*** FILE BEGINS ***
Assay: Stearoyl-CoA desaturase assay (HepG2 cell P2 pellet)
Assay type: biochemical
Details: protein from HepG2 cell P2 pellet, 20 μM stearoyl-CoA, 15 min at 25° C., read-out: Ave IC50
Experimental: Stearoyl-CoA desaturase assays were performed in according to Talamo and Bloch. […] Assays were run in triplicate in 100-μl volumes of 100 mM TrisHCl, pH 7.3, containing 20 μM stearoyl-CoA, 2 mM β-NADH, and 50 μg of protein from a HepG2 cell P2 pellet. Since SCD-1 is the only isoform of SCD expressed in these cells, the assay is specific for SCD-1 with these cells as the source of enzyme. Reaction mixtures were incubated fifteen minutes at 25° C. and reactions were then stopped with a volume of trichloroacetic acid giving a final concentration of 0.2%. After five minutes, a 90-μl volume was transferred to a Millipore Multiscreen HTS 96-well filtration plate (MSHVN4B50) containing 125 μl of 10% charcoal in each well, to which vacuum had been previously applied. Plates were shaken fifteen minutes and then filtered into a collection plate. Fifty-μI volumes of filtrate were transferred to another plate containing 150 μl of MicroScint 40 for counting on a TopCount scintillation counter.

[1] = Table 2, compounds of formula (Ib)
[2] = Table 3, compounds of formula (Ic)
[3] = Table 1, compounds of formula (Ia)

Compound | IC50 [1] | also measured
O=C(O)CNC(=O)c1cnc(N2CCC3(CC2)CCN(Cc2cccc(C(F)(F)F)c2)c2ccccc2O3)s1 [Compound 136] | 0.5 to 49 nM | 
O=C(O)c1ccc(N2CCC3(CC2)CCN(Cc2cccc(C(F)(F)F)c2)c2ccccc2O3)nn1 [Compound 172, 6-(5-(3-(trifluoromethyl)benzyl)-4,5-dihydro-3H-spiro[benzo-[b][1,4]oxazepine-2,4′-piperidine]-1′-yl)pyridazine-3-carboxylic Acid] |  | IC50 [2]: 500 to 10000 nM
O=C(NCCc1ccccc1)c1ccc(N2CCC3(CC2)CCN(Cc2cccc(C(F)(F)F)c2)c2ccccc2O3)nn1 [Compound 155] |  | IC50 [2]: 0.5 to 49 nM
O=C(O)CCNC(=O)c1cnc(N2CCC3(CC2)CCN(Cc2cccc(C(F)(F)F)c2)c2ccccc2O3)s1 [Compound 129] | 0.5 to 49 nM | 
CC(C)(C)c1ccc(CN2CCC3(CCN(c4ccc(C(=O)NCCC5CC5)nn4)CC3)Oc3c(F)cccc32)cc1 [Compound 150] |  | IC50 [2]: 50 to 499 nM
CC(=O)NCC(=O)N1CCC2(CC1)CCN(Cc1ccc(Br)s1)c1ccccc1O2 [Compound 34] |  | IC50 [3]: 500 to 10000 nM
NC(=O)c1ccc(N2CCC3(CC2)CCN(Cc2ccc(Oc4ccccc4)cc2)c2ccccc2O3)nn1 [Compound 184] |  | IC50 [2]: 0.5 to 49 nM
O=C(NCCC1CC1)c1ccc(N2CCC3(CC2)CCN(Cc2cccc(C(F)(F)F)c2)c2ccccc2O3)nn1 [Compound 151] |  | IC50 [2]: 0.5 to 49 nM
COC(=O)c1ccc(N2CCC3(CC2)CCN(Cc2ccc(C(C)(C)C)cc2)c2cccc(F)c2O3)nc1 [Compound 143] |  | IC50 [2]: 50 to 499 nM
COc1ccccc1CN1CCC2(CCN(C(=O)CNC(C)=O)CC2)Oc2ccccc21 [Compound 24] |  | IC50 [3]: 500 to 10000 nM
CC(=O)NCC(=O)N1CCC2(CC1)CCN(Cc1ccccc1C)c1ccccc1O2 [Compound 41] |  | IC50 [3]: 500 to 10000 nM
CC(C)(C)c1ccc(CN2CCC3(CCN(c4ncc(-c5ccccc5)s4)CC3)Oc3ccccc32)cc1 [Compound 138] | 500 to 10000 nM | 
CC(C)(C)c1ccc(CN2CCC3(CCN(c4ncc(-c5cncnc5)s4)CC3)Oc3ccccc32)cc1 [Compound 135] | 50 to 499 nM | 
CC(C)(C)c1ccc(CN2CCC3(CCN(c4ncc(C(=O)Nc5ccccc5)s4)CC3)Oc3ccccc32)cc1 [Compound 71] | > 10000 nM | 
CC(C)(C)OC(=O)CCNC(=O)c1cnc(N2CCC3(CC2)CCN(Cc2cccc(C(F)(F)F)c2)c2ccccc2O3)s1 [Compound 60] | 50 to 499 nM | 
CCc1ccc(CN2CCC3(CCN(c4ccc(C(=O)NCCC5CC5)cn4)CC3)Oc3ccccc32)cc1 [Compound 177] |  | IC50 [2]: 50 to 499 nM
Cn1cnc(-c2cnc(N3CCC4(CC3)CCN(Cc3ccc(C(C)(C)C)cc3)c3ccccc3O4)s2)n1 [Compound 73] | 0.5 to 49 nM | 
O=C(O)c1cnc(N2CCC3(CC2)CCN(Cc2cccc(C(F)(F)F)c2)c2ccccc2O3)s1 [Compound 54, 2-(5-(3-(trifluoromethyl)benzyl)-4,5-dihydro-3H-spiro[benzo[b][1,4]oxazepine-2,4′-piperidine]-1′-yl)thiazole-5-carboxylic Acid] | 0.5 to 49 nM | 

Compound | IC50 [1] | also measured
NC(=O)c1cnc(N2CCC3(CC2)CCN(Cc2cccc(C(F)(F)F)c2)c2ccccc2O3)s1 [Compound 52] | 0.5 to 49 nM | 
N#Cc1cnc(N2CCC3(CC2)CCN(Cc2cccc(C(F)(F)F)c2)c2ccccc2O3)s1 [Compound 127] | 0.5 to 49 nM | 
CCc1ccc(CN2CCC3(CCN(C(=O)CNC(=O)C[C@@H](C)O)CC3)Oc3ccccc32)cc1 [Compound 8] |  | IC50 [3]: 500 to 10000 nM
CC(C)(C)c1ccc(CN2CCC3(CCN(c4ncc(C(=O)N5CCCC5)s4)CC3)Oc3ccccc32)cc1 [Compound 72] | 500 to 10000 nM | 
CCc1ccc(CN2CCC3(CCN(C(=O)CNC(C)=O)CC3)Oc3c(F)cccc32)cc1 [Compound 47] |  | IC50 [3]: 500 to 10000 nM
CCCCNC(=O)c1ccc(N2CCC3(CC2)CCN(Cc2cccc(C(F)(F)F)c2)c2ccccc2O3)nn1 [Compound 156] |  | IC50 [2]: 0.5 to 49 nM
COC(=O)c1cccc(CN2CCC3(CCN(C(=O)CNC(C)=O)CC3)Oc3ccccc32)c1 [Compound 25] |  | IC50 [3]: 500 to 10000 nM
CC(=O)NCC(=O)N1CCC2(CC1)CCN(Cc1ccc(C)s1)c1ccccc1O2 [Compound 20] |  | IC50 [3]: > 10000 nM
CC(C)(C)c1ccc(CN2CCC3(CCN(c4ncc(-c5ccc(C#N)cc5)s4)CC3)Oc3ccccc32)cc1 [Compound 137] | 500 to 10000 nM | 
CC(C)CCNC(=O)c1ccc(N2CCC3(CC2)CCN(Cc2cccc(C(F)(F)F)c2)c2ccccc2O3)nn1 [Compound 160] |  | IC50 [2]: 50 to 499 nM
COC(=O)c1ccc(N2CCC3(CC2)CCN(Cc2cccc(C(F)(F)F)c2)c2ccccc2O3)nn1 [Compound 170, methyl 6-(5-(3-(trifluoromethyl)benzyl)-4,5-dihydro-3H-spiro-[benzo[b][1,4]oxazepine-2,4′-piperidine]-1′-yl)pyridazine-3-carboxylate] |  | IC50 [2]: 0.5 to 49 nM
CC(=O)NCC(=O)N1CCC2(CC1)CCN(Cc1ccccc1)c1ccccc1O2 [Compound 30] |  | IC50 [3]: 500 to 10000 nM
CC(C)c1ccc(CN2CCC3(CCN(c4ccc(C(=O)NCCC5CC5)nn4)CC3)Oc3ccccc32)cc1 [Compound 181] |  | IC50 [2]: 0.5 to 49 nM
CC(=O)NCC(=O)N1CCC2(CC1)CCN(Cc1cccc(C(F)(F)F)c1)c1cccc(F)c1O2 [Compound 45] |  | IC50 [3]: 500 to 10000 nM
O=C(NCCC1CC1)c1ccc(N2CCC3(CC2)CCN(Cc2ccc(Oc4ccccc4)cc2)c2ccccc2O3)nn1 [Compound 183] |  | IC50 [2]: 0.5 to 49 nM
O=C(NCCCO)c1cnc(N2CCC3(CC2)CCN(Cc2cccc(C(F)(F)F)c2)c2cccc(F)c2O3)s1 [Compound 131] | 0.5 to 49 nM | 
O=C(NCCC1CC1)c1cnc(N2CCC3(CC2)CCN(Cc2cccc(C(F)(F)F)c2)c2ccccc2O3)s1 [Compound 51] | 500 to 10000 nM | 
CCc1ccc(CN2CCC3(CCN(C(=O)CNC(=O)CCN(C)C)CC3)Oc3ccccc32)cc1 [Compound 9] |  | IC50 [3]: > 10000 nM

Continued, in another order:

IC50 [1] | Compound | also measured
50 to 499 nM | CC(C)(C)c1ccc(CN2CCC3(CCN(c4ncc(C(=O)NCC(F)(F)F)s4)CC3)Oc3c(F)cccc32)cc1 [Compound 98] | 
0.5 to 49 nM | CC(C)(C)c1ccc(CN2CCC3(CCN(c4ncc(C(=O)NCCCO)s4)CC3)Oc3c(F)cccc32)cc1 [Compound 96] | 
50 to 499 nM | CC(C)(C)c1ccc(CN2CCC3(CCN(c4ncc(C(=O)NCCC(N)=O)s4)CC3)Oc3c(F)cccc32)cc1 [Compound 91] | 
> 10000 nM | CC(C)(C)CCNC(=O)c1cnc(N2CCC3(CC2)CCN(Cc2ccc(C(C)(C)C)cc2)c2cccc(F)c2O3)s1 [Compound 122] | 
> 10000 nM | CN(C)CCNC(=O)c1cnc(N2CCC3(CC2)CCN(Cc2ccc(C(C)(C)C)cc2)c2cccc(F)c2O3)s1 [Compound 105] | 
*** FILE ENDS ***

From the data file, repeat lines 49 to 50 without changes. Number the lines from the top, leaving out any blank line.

0.5 to 49 nM | CC(C)(C)c1ccc(CN2CCC3(CCN(c4ncc(C(=O)NCCCO)s4)CC3)Oc3c(F)cccc32)cc1 [Compound 96] | 
50 to 499 nM | CC(C)(C)c1ccc(CN2CCC3(CCN(c4ncc(C(=O)NCCC(N)=O)s4)CC3)Oc3c(F)cccc32)cc1 [Compound 91] | 